thirteen years. it’s been thirteen years since daddy died – and while it seems like the events happened yesterday or maybe just this morning, in my heart it feels like he’s been away forever. i must’ve been a better person then because i told him it was okay to go, okay to die, and i knew it was the right thing to do. but now . . . there are days i merely second guess myself; other days i despise myself for that. why didn’t i tell him not yet, to stay with us, that i still needed him?
i still talk to him, you know, writing him letters – sometimes carrying on conversations right out loud. every year on my birthday, i pen him a letter saying simply “daddy, you were once the age i am now – what would you like me to know?” eventually i will be the age he was when he died. people in his family are bad to die young and in december (a trend i fully intend to break). this year, on my big birthday, he told me to live – to cut loose and flat-out live. “what have you got to lose?” he asked, “the things you want to do don’t hurt anybody, so go on, doll, do ’em.”
other times i ask for other kinds of help – like a week ago today when i implored him to hold off the predicted freezing rain, sleet, and snow at least long enough to give us time to make the 8-hour round trip to pick up my son, his fiancee, and mother and deliver us all safely back atop the mountain for a week of thanksgiving togetherness. he obliged. on saturday when the congestion started, complete with sore throat and chills, i asked him to please make it so i’d feel better the next morning when the travel started to return everybody to their respective homes. even though i thought that request quite impossible, i woke up yesterday morning feeling fine and have ever since – no more coughing, no more scratchy throat, just enough congestion to allow me to sing my favorite songs without having to jump octaves. he still takes good care of me, daddy does, though i try not to impose too often because each request seems like i’m calling him in from the playground early.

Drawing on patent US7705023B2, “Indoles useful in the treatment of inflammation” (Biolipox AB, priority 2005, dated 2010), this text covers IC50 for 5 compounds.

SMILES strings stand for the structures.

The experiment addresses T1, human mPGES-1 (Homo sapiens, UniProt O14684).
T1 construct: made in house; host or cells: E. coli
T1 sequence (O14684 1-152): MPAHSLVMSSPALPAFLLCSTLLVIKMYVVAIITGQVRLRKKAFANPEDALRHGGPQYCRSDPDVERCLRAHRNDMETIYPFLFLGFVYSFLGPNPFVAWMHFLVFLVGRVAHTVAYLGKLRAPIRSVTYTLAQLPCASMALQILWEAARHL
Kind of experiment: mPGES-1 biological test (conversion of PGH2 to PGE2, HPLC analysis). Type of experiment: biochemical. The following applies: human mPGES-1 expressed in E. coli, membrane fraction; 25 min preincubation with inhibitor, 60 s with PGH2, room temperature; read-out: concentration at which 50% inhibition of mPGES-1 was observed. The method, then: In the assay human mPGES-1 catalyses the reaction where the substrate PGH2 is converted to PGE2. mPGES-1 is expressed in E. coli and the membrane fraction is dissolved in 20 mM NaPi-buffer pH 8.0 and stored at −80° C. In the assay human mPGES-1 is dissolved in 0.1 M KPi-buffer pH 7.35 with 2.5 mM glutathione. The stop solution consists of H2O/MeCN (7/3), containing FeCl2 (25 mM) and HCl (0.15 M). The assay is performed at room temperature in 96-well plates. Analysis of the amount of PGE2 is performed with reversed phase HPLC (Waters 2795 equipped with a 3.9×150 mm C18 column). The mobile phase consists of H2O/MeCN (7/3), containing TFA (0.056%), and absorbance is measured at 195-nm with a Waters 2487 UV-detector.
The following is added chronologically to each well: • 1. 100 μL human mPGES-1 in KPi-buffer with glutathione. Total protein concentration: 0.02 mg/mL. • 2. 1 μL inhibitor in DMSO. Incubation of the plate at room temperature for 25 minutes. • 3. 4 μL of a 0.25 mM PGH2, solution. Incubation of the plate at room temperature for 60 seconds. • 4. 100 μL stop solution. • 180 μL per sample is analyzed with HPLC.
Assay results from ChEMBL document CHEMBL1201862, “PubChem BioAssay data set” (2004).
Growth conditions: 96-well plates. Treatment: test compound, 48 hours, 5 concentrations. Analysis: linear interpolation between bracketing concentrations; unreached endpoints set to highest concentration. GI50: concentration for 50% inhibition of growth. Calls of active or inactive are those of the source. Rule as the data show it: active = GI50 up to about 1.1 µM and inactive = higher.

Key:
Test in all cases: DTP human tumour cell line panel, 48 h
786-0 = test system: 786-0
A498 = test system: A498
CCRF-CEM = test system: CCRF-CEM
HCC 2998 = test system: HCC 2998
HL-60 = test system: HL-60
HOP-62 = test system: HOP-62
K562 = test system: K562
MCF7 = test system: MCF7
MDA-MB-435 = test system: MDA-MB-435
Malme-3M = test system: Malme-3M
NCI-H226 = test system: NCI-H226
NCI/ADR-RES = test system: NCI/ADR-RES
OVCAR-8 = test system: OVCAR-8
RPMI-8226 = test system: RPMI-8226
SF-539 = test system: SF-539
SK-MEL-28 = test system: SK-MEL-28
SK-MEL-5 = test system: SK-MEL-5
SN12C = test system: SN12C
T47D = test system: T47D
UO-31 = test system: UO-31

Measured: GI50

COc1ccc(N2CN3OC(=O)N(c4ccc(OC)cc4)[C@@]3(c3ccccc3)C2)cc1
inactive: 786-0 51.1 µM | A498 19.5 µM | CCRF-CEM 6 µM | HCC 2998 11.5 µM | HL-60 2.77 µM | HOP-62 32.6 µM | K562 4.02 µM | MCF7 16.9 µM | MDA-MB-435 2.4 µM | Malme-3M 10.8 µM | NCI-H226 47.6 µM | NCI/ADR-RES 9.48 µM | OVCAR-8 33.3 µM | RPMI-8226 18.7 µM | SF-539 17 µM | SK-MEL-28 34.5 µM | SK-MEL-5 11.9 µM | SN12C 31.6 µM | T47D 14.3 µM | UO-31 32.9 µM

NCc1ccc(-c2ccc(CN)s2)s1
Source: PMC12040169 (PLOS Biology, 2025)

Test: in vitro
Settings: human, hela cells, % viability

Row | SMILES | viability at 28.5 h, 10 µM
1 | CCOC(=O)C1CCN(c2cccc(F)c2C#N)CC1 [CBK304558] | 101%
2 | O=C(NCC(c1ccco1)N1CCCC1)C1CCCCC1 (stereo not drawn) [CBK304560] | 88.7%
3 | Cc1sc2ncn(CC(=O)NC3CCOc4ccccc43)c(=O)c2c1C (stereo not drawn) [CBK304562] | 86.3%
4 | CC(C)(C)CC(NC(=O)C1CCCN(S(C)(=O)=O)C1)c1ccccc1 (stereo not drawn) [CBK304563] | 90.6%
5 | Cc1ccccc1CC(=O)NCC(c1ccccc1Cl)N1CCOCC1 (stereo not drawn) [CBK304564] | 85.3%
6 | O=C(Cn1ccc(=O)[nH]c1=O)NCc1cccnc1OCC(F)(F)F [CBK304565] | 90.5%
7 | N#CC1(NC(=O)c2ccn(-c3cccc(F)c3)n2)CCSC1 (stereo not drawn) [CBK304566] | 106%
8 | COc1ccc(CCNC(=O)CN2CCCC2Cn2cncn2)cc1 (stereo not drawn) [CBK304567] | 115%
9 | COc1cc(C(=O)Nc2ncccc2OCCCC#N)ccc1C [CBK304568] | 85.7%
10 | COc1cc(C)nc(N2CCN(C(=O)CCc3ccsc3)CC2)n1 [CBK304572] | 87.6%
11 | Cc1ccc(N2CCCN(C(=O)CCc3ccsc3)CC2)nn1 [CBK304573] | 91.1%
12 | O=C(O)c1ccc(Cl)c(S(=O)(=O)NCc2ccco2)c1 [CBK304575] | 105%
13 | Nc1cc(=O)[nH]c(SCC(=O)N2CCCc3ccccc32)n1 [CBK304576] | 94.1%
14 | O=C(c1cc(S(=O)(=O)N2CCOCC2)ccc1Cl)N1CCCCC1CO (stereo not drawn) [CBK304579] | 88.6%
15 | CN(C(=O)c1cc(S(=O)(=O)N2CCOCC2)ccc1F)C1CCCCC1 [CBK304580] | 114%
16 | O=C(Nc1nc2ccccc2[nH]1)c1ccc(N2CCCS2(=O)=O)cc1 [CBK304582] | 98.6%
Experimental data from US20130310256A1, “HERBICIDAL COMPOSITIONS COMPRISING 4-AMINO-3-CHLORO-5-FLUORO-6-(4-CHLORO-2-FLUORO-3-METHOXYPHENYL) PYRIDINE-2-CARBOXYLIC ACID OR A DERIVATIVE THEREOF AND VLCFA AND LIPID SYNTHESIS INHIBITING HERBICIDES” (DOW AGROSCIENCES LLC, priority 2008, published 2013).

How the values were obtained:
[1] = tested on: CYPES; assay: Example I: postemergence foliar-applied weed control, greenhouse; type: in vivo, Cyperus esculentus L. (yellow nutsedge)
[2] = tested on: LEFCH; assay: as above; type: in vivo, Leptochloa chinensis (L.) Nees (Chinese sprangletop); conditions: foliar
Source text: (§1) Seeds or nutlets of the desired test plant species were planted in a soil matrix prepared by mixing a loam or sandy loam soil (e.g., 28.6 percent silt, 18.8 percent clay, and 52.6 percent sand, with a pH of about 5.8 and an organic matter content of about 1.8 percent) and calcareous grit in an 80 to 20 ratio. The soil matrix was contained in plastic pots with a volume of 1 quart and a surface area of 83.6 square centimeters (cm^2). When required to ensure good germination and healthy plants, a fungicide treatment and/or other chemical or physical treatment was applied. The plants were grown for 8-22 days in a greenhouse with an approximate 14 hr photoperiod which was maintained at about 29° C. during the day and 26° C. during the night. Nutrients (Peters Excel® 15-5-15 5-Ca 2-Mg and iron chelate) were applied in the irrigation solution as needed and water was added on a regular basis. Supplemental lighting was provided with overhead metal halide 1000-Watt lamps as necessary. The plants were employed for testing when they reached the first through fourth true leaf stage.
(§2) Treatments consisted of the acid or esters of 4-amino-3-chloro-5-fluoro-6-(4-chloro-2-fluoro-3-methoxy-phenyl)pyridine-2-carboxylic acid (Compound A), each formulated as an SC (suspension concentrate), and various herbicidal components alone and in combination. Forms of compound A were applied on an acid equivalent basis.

it’s true: i can talk to him any time, but i want him here. i want him sitting at the table eating turkey. i want him touching his shoulders to his ears as he lets loose a belly laugh. i want him beaming with love and pride at kipp’s wedding next may. and don’t try telling me “he’s there” because i know he’s here in spirit, but i want to touch him. i want to feel his arms wrap me in a hug like nobody else on earth can do. i want to sit next to him and have him tell me his plans for the future and listen to mine, giving me his support for those he considers good ideas, candidly expressing his doubt or dislike for ideas he considers cockamamie. i want to talk to him, laugh with him, hear him tell me stories.
twice i’ve felt his rough, pudgy hands in dreams, and though it’s not nearly enough, i’m grateful for those two visits, hoping, hoping, hoping for more every night as i close my eyes.
he’s enjoying his life now, wherever he is – he’s told me as much in a variety of ways – and i know that i’m supposed to be happy about that . . . and i am . . . but oh good lord how i do miss him. right down to the cellular level there this deep, profound ache that varies in intensity, but never really totally disappears. i miss him part of every minute of every hour of every day, and i miss him most especially on the days that end with “y”.
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Jeanne Hewell-Chambers is not ashamed to tell you that she will always be her daddy’s doting little girl, and that her daddy will always be her Hero. Always, I tell you.